6. I’m A Perfectionist
In response to “What is your greatest weakness?”, most people’s instinctive reaction is to give an answer like, “I work too hard” or “I’m a perfectionist.” While these answers may make you seem like a good employee, they also come off as insincere. A better way to answer this question is by giving an example of a time when you struggled in the workplace but were able to overcome the challenge. For instance, you could say, “I used to struggle with time management, but I’ve developed some strategies that help me stay on track.” This answer shows that you’re willing to admit your weaknesses, yet be proactive about finding solutions. It also shows your intrinsic characteristics and desire for continuous development. – Tonika Bruce, Lead Nicely, Inc.
7. I Didn’t Like My Boss
An overused answer I hear whenever I ask someone why they left their previous job is, “They didn’t pay enough,” or “I didn’t like my boss.” Keep in mind that the interviewer is trying to assess if you’re the problem, not the job. You should try to turn the conversation around to the new opportunity at hand. A better response would be to say that you didn’t see a lot of opportunities with your previous employer, and when you heard about this new opportunity, you saw potential career and financial growth. No matter what the interviewers ask, you need to focus on making your case for why you’re the best fit for the job. Highlight your skills, impact and knowledge of the company that you’re applying for. – Stephanie Wells, Formidable Forms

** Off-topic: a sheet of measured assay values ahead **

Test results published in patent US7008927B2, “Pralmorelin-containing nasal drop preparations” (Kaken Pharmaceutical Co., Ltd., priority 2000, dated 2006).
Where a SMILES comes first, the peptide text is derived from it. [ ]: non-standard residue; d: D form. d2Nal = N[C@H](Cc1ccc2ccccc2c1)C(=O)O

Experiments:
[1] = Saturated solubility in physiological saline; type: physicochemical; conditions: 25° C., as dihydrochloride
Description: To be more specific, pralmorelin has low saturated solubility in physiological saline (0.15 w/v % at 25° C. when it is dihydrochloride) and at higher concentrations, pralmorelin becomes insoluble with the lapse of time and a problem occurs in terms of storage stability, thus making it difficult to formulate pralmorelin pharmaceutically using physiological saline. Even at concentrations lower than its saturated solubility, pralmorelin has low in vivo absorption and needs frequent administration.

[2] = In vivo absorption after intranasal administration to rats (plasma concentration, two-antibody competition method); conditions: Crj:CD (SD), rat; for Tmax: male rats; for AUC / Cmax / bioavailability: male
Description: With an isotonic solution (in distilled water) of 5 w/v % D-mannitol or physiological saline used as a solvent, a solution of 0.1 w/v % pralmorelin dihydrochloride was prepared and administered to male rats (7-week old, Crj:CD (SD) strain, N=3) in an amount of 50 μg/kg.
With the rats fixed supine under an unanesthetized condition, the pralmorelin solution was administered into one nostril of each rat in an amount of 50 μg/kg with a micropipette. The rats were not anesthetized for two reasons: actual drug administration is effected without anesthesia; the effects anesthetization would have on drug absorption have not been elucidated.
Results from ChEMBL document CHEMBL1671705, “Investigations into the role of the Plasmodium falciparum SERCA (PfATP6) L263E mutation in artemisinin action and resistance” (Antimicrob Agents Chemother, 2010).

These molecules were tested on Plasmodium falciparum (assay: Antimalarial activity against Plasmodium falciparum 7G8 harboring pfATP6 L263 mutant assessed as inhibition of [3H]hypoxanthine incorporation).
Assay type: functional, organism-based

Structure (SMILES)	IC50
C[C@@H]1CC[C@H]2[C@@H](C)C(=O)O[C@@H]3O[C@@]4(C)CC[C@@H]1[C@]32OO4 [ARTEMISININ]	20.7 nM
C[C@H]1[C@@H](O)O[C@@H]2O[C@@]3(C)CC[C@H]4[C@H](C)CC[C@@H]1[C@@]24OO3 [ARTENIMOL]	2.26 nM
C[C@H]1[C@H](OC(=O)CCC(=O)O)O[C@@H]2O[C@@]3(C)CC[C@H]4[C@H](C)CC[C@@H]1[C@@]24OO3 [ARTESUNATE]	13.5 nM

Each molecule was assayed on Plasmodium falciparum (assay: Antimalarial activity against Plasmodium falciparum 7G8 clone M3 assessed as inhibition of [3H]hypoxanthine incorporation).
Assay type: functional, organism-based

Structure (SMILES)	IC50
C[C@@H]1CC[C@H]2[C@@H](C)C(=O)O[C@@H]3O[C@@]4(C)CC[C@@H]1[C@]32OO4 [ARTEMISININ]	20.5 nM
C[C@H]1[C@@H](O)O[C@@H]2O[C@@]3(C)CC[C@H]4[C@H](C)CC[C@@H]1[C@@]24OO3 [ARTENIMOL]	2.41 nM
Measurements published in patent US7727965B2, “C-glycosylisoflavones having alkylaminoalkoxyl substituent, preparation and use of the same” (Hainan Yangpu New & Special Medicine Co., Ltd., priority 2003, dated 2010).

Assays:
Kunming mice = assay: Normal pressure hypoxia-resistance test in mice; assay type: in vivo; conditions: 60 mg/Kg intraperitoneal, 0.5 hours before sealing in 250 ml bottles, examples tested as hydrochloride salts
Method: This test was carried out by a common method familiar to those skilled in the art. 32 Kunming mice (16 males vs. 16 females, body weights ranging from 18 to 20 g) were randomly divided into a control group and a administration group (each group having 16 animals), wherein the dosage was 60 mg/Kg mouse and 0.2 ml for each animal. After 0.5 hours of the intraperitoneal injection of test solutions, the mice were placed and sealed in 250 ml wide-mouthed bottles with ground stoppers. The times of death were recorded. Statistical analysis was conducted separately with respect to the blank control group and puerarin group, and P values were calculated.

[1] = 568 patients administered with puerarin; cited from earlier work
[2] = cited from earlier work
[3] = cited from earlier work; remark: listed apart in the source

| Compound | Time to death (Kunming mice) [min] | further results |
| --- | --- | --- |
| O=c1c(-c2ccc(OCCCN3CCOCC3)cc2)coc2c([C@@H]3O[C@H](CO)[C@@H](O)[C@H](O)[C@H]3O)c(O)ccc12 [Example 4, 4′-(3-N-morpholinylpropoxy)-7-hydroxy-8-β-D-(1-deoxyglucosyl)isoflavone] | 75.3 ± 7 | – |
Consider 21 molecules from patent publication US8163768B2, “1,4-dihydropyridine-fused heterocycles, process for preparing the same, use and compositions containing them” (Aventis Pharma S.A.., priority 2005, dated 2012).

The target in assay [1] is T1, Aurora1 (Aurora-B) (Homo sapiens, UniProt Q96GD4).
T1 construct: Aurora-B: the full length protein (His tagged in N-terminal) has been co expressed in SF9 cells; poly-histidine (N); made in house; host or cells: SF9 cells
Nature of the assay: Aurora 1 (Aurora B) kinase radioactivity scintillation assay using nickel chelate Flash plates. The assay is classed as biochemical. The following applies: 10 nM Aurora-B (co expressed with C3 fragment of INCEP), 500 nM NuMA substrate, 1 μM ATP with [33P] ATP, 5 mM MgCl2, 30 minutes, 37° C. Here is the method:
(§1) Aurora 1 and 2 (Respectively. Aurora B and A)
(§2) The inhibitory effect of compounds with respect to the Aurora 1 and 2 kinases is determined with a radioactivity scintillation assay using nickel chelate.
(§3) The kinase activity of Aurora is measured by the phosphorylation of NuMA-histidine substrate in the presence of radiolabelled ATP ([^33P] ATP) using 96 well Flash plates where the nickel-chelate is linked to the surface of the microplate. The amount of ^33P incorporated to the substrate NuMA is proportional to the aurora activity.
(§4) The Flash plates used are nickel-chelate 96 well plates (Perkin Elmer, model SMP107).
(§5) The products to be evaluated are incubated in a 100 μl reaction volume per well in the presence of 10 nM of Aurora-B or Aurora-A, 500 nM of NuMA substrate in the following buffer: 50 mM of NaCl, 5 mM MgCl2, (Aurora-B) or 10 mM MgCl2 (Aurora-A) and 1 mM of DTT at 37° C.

8. I Have A Lot Of Experience
One answer that I’m tired of hearing is, “I have a lot of experience.” I have heard this answer from people who have been in a job for a year without experience. On the other hand, I’ve also heard “I have a lot of experience” from people who have been in a job for more than three years and still haven’t gained any experience. Rather, what I like to hear is that you have a lot of skills and that you have a lot of experience with them. It is important to highlight your skills, or, if you have any experience in a job or an internship, you can tell how these skills helped you excel. You can share your personal experience about how you used that skill. – Vikas Agrawal, Infobrandz
9. I’m A Quick Learner
Personally, I’m wary of job candidates stating they should be hired because they are quick learners and can work fast at everything they do. That may be true, but there is hardly a scale to rate job candidates on these attributes, so it is of little value to me. Plus, being a fast worker doesn’t mean the work turns out to be high quality. I would prefer if a candidate said they are willing to apply themselves to learning everything about the company and can work efficiently at most tasks with proper instruction. This is a more thoughtful, authentic answer that shows the job applicant to be diligent and seeking to be a long-term employee. – Baruch Labunski, Rank Secure
10. I’m Hard Working
An overused, rehearsed job interview answer I hear all the time is, “I’m hard working.” Listing out general qualities is outdated and bears no weight. Instead, it would be better to expand on that and tell us more about what you’ve achieved that proves you’re hard working. Whether you’re just out of college or carrying 10 years of experience, in this day and age, it’s better to put forth numbers, goals and milestones you’ve crossed. Companies want to know how you can contribute to their success, and it’s in your best interest to prove that you’ll be an asset to them. – Benjamin Rojas, All in One SEO